Isabella Hudziak, Special Assignments Reporter
On March 24, President Laura Casamento announced the establishment of the Karl Zimpel ‘75 Endowed Professorship in Cybersecurity, which is the second endowed professorship to exist in Utica College history, followed by the Harold T. Clark Jr. Endowed Professorship created in 2005.
The endowed professorship, which is a position permanently supported by revenue from an endowment fund, was made possible by a $1 million pledge from Fredericka “Fritzie” Paine, a retired clinical psychologist who has received widespread recognition for her photography. An in-person celebration will be held in the fall to thank Paine for her contribution.
The pledge was made in memory of Paine’s late brother, Karl Zimpel, one of the first computer science students at Utica College and a 1975 graduate.
“Ms. Paine hopes to bolster the College’s effort to prepare graduates to address growing national security threats at home and abroad,” Utica College President Laura Casamento said.
The establishment of an endowed professorship is one of the highest honors a faculty member can be awarded and will provide more opportunity to recognize and support the scholarly research conducted by faculty.
“Ms. Paine’s vision and generosity will take Utica College to a new level in its ability to recognize and support academic excellence in the cybersecurity program,” said Casamento. “Thank you to our colleagues in advancement, Tim Nelson and George Nehme, for helping facilitate this gift, and of course our deepest thanks to Ms. Paine for her incredible generosity.”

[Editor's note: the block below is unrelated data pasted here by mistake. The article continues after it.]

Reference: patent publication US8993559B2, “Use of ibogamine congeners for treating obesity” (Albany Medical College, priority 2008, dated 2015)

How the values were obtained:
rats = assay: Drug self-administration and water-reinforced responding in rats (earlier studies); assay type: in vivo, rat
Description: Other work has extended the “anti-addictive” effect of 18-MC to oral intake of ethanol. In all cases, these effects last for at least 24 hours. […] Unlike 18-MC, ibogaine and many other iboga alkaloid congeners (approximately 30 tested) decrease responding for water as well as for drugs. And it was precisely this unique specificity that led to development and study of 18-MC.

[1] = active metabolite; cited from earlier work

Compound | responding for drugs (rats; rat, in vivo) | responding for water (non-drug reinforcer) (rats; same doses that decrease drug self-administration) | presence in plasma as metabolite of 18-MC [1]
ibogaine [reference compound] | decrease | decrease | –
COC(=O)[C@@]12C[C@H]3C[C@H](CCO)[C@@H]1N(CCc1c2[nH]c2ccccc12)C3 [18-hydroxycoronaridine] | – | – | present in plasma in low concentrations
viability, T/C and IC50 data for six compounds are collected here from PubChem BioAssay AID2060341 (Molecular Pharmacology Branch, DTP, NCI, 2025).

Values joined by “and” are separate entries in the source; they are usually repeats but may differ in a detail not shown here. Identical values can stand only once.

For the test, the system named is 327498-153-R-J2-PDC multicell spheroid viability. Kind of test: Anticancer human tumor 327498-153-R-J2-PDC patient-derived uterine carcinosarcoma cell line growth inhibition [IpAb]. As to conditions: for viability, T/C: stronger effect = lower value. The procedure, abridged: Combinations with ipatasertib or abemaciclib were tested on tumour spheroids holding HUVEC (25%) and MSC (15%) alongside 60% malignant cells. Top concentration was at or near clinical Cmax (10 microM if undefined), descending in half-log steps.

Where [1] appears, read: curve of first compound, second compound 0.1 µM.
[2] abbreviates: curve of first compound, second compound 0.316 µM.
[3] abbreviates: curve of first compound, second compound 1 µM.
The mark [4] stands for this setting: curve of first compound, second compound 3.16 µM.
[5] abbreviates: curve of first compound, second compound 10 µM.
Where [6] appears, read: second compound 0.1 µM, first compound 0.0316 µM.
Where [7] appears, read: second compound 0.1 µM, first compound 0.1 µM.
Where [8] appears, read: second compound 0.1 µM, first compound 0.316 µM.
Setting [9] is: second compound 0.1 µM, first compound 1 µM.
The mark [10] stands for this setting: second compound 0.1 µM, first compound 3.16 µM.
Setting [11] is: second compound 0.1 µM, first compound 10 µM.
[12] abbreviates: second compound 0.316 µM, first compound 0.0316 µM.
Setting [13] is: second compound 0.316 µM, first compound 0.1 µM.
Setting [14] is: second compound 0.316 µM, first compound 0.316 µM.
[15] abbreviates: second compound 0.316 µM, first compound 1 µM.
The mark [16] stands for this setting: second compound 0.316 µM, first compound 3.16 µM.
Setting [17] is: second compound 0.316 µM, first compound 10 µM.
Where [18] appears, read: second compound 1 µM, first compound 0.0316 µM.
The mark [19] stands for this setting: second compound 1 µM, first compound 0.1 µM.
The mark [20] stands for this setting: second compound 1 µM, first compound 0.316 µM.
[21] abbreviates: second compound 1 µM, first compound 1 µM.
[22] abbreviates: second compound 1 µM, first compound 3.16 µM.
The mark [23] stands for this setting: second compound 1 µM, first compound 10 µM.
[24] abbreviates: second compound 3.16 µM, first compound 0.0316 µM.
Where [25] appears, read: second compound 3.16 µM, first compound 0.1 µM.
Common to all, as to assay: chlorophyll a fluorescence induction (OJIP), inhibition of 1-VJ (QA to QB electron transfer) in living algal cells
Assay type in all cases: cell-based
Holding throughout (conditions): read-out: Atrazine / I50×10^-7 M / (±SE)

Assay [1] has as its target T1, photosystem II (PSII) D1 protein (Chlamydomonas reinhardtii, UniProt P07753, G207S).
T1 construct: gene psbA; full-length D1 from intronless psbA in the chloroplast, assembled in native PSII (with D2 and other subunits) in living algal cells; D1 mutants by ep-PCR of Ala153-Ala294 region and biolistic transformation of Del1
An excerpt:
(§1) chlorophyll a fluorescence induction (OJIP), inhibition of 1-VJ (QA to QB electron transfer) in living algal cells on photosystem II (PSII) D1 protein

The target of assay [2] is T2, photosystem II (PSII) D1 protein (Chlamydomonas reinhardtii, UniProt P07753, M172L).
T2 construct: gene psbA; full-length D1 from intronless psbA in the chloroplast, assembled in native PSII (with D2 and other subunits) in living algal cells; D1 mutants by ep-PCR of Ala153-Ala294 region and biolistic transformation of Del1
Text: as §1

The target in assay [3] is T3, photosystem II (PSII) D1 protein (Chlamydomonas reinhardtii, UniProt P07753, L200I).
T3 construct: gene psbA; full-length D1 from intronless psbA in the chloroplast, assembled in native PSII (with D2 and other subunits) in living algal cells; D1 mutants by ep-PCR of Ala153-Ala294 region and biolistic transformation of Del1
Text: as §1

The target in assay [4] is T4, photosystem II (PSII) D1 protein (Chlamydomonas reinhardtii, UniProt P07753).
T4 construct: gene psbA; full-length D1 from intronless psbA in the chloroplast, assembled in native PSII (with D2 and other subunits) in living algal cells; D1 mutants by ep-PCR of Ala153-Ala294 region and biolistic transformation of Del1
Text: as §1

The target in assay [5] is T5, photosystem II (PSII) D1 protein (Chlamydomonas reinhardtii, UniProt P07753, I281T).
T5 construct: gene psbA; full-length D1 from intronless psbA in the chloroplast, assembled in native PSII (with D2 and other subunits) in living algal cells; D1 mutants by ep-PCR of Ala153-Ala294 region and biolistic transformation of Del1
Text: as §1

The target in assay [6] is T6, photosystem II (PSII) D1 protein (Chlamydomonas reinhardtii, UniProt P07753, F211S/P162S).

The Office of Advancement at Utica College has been working with Ms. Paine and her interest in making a gift to honor her late brother since the summer of 2020. The donation opens several opportunities for the college and the School of Business and Justice Studies as a whole.
“An important strategic goal for the School of Business and Justice Studies is to grow our research capability and activity for faculty members and students,” said Stephanie Nesbitt, the dean of business and justice studies. “Ms. Paine’s gift allows us to support and advance faculty research through an endowed professorship. This will help us grow faculty, faculty-student and student research opportunities.”
In order to start implementing the Karl Zimpel ‘75 Endowed Professorship in Cybersecurity, a team led by Provost Todd Pfannenstiel and Nesbitt will need to start accumulating award criteria and the process for selections. At this time, there have not been any definite timelines for the first award.
“I hope that we can be ready to make announcements about our first award in Fall 2021,” said Nesbitt. “This would coincide nicely with the public celebration honoring Ms. Paine.”
Due to COVID-19 precautionary measures, the event to honor Paine has been postponed to the fall semester. However, feelings of gratitude are abundant within the cybersecurity department after the announcement made by President Casamento earlier this week.
“This extraordinary gift is an affirmation of our cybersecurity programs’ strength as well as a catalyst for our future growth,” said Dr. Austen Givens, an associate professor of cybersecurity. “The Karl Zimpel endowed professorship will help us to attract more students and pursue new lines of research inquiry.”
According to Director of Cybersecurity Programs Leslie Corbo, the money will fund important research in the cybersecurity field. The demand for cybersecurity has been growing due to the shift to remote work during the pandemic and digitization of service. According to the U.S. Bureau of Labor Statistics (BLS), the demand for information security analysts is projected to increase 31% through 2029, which is considerably higher than the average occupation outlook.
“We are beyond thrilled with this endowment,” said Corbo. “We are beyond grateful and honored to receive the Karl Zimpel Endowed Professorship in Cybersecurity and look forward to the wonderful contributions we can make to the field of Cybersecurity thanks to this gift.”